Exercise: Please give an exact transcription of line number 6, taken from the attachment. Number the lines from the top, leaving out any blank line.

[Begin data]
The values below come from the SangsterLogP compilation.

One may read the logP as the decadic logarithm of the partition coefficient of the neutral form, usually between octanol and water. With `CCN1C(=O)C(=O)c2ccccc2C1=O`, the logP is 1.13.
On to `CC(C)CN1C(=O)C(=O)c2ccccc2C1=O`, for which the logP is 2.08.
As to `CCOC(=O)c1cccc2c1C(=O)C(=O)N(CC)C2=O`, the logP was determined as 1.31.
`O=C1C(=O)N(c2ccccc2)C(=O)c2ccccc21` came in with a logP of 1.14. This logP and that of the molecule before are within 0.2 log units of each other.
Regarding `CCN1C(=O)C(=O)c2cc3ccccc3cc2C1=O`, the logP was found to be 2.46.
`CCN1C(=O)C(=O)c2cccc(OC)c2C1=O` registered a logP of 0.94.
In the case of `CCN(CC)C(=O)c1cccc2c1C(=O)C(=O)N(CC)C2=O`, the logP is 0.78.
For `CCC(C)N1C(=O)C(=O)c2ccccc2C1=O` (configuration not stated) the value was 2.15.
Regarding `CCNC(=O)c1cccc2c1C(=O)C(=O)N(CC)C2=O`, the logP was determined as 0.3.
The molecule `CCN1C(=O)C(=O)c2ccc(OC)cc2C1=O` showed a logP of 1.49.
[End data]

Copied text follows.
Regarding `CCN1C(=O)C(=O)c2cc3ccccc3cc2C1=O`, the logP was found to be 2.46.